13. "Just About Over" Goodie Mob Still Standing
After hearing this, it was clear that not only was Cee-Lo the best rapper in the Goodie Mob, he was something else entirely. Appearing on a single verse and the hook of this rocking guitar-driven track, he narrates an stirring meditation on fear and loneliness. All the other guys had to do was show up. Just about over? More like just getting started.

Tuesday, October 12, 2010

25 Choice Cuts, Day Two

The list continues.

14. "Please Listen To My Demo" EPMD Unfinished Business
Erick Sermon and Parrish Smith shared the story of their humble begininings over a breezy loop that was a stark contrast from the hardcore sound of "Unfinished Business." Rappers don't always tell the truth, but this song has a degree of validity and humility that's audible.

15. "Grand Puba, Positive, & L.G." Brand Nubian One For All
This track is so infectious and funky there was no need for a clever title. Grand Puba shines on this cut from the street classic without his Brand Nubian brothers. Positive & L.G. filled in nicely and had you wishing more songs were a lot like this.

16. "Represent" Nas Illmatic
The centerpiece of one of hip hop's greatest albums. Nas conveys of the harsh realities of urban life over DJ Premeir's trademark boom-bapstic production. With casual references of rap beefs ("Before the BDP conflict with MC Shan/Around the time when Shante dissed the Real Roxxane") Nas pulls you into his state of mind and doesn't let go.

17. "Drink Away the Pain (Situations)" Mobb Deep feat. Q-Tip The Infamous
An jazzy ode to alcoholism disguised as just another street story from the Queensbridge duo, taken from "The Infamous." Q-Tip shares production credit and offers a artful verse that appeals to both the fashion conscious and criminal minded. "Daney take me away, Daney take me away."

18. "So Far To Go" Common featuring D'Angelo Finding Forever
Produced by the late J. Dilla, this track is a welcome shift on the Kanye West-dominated "Finding Forever." I'd like to pretend this song proves the reclusive R&B singer featured on the hook still has it, but the track was several years old when it was released here. It's timelessness is a testament to the extraordinary talents of the producer and the artists.

19. "Thirtysomething" Jay-Z Kingdom Come
The former Def Jam CEO birthed adult contemporary rap with this track from "Kingdom Come." Over a Dr. Dre beat, Mr. Carter welcomes the wisdom that comes with aging and makes it sound cool to be older that Lil' Wayne. A bold stance to assume in the face of hip hop's relentless youth movement.

Monday, October 11, 2010

25 Choice Cuts, Day One

"There used to be pride in the album cut ... " - Chuck Creekmur CEO, of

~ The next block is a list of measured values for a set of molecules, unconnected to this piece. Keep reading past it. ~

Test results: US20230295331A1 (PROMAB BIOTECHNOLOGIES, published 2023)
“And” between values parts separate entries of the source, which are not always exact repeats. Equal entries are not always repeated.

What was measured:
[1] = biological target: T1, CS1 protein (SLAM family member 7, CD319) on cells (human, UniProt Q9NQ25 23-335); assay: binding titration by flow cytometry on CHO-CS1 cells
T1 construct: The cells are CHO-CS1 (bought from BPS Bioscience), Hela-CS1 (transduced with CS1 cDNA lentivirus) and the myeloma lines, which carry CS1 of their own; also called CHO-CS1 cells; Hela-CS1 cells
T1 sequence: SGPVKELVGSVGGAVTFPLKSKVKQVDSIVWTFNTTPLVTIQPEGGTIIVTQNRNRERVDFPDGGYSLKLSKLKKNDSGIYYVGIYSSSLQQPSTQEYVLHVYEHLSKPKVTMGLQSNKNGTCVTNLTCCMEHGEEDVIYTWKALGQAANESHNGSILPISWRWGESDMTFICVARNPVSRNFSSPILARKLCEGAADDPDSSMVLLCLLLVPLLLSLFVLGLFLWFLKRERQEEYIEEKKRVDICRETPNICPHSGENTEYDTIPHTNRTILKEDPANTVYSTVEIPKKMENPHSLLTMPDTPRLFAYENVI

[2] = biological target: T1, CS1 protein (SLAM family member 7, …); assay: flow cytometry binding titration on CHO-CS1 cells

I've been holding on this post for the longest. I thought I better let it go before someone else does it better. Here are 25 of the greatest hip hop album cuts, some are parts of classic efforts, others are forever trapped among the duds of a wack release.

I'll be updating this list airday this week.

20. "Story Of My Life" The Marxmen (M.O.P.) Marxmen Cinema
The aggressive energy of the Mash Out Posse is contagious. Not even the R&B chick who sings the hook on this guitar-driven track, "Tanya" is immune. By the end of the number she's cursing along with the duo and nearly takes over this mixtape track. M.O.P. has perserved in an industry that doesn't seem to have a place for them and that's their story.

21. "The Doo-Wop" LL Cool J Bigger and Deffer
What was it like to be LL Cool J back in 1987? Mr. Smith breaks down the lifestyle of a rap star atop a Platters' loop and Cut Creator's scratches. The song takes us through a day in the life of the young, black and fabulous: wearing Devon cologne, eating cornflakes, wham-bamming freaks with minks and making more money than your Dad. The song ends with a unexpected moment of humility as Cool James admits it was all a dream.

22. "I'm Only Out for One Thang" Ice Cube & Flavor Flav Amerikkka's Most Wanted
Perhaps the first clue to the general public on how wild Flavor Flav really was. Turned loose on a Bomb Squad track with South Central's illest, Flav sounds like 90s era Donald Goines without the subtlety. This shade of Flav closed the first side of this record and confirmed that Ice Cube's debut as a rap landmark.

23. "Kick in the Door" The Notorious B.I.G. Life After Death
The late Christopher Wallace wore suits and rhymed over R&B loops, but his street cred was never in question. Songs like this one are the reason why. Biggie eclipses the rappers that inspired him with ferocious wordplay and DJ Premier's prodigious production. The music starts after the skit, around 1:14.

24. "Word From Our Sponsor" BDP Criminal Minded
This track follows "Wadadang," one of the first hip-hop songs to show a strong jamaican influence. That songs' patios and Krs-ONE's attempt at singing were a bit of jolt, but after a few seconds of "Word From Our Sponsor," you were reminded that you were listening to something special. KRS takes a trite phrase from the early days of television and makes it an anthem for his life and mission.

25. "On the DL" The Pharcyde
The title of this song reminds us all how the media destroyed a perfectly good catch phrase when they gave it a slightly different meaning. We all have our secrets, but the Pharcyde's confessions are just unlikely and unusual as their debut, "Bizarre Ride II the Pharcyde." J. Swift's jazzy production is perfect landscape for the group's secret shames and dark desires.

Stone Cold Rhymes

The new Son of Bazerk and No Self Control album is out. I'm looking forward to a physical copy, but itunes or Amazon will do for now.